“This supreme science was thus received through the chain of disciplic succession, and the saintly kings understood it in that way. But in course of time the succession was broken, and therefore the science as it is appears to be lost.” (Lord Krishna, Bhagavad-gita, 4.2)
Just as Vedic philosophy can be understood through stories and examples, we have instances from history that give evidence to the theory behind the concept of qualification for understanding. There was an incident with Lord Chaitanya and an illiterate person. The person could not read the Bhagavad-gita, but he was so attached to the book anyway.
Others would laugh at his attempt to understand the work, so Chaitanya Mahaprabhu, who is Krishna Himself, once asked the man what he was doing and why he had tears in his eyes while holding the Bhagavad-gita. The illiterate person told Chaitanya that every time he held the book, he remembered Shri Krishna and Arjuna. He thought of how merciful God is to teach someone like Arjuna and act as his charioteer.
Chaitanya then declared that the person’s understanding of Bhagavad-gita was perfect. In that instance there was no academic qualification. Still, there was buddhi. It came through the proper attitude. Then there is the instance of Hanuman meeting Shri Rama, who is the same Krishna and Chaitanya, just appearing on earth at a different time. Hanuman met God face to face, but that wasn’t the important thing. Hanuman understood who Rama was, to the extent that he took up devotional service to Rama for the rest of his life.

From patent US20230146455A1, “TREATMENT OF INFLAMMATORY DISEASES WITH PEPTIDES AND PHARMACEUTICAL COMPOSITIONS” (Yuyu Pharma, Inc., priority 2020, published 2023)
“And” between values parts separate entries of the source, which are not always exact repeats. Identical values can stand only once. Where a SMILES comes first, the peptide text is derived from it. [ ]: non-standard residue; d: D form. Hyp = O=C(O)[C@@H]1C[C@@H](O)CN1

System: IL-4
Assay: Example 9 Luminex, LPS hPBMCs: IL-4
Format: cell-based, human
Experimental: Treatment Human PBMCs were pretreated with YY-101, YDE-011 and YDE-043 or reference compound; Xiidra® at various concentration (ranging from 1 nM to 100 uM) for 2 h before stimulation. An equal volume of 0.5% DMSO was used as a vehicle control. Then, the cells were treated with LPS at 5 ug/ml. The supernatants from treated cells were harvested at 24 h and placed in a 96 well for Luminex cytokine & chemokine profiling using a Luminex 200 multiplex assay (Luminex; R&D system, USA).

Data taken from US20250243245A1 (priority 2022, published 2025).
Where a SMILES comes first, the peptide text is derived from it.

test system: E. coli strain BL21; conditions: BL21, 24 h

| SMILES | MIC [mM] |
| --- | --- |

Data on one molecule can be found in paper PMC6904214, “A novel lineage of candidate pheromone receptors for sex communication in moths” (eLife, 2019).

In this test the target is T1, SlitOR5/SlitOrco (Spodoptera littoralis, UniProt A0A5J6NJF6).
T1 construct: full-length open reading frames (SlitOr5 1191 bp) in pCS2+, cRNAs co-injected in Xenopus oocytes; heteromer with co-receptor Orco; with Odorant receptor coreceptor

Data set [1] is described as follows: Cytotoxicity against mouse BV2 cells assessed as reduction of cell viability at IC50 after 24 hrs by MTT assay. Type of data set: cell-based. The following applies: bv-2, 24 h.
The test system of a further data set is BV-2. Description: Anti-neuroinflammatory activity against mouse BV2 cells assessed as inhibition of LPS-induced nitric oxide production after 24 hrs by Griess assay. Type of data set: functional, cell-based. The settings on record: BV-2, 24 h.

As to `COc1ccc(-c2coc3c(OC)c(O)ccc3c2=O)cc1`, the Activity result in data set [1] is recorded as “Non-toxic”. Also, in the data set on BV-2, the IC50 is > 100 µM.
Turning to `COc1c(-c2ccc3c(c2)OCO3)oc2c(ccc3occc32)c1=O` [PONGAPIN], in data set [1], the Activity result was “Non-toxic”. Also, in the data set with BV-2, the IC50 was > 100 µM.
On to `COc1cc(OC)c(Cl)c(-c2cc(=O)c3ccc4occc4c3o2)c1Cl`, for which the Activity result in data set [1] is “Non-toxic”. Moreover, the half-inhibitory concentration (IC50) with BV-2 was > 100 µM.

Hanuman did not sit in a classroom on the Bhagavad-gita. He was not a reputed scholar on Vedanta. Rather, he was pure of heart, a dedicated soul whose humility allowed him to hear directly from Rama. That proper qualification made him the fit candidate for receiving the mercy of the Supreme Lord. It is through that mercy alone that one can know who the living entity is and what their relationship is to the Supreme Lord. The teachers in the bona fide disciplic succession have that mercy and are ready to shower it on as many as are willing to accept it.
Since lacking knowledge befitting,
No expertise despite for long sitting.
Same applies to Vedanta know,
First with proper attitude must go.
Brahmana holding Gita though couldn’t read,
Chaitanya declaring his understanding perfect indeed.
Because Krishna and Arjuna always in mind,
True essence from sacred work to find.